PRESS RELEASE: NEW SOCIAL NETWORK SET TO CHANGE THE FACE OF “OLD SCHOOL” CORPORATE GIVING
neighbourly.com launched in Bristol last night
An innovative new social network, aimed at connecting community projects with companies, was launched in Bristol last night.
neighbourly.com has been developed by local entrepreneur Nick Davies and is the first digital platform to be created for the largely unstructured corporate giving sector within the UK, which is worth an estimated £800m.
The new social network was officially launched at The Engine Shed with local charities and the business community being urged to get involved.
neighbourly.com’s purpose is to provide a platform for community groups and charities to promote projects where corporate support is required but that might otherwise fall under the radar of larger businesses.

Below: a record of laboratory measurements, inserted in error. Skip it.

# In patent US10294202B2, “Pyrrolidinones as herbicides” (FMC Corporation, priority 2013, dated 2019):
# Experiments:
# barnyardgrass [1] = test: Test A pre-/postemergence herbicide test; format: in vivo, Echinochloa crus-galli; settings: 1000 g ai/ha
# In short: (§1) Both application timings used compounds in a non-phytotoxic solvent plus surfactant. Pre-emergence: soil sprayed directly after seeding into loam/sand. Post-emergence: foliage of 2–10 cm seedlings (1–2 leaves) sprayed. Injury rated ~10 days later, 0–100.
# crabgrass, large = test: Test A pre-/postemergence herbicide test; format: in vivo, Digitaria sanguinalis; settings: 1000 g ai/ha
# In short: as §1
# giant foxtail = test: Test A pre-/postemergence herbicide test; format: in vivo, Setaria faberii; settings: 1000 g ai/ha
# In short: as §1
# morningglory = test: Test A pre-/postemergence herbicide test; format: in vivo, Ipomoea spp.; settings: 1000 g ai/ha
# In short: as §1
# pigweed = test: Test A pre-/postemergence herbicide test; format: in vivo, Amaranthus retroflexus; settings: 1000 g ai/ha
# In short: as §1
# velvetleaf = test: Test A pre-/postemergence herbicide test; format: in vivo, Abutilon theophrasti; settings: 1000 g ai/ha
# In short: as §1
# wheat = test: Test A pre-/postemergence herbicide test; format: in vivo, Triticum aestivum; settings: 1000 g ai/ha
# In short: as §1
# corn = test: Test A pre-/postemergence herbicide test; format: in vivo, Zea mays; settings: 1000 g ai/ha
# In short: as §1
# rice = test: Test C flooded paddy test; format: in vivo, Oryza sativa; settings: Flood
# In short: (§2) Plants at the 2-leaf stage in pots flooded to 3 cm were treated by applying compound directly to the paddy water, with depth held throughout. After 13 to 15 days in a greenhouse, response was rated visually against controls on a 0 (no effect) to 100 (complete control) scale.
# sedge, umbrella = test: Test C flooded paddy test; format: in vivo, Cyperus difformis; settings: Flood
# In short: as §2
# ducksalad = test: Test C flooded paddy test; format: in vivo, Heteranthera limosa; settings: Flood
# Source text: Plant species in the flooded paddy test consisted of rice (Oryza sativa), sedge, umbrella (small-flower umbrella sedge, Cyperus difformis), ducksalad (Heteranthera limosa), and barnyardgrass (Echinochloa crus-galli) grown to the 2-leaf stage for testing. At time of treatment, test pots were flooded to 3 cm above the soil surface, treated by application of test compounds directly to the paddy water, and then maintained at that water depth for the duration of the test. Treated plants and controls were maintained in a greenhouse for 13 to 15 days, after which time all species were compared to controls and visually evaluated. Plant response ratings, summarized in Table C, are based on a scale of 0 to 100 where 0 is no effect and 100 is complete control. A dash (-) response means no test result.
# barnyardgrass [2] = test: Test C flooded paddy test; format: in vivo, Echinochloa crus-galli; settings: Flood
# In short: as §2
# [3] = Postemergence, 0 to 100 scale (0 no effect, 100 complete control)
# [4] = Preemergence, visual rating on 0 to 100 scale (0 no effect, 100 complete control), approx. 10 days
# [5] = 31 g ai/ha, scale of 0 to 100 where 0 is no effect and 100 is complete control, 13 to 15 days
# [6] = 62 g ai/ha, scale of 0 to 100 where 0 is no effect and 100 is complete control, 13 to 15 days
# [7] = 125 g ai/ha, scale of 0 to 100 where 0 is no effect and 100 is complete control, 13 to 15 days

It offers a mapped database of local projects with information on the team, goals, supporters and what help is needed.
The website’s technology enables businesses interested in increasing CSR activity to quickly identify and follow the projects that are most relevant to them and in the right geographic area.
neighbourly.com has been in development for 18 months and the website has been live for the past five months to enable testing and development with a number of founder companies and projects.
Local businesses that have already pledged their support include Chartered Accountants and business advisory firm Mazars, who are currently working on a project with Bristol Zoo’s sister wildlife attraction, The Wild Place Project to create an outdoor learning space, BDO, BaNES Council and Friska.
The network has also captured the interest of national and international organisations with Marks & Spencer and Starbucks among the first companies to sign up to the scheme.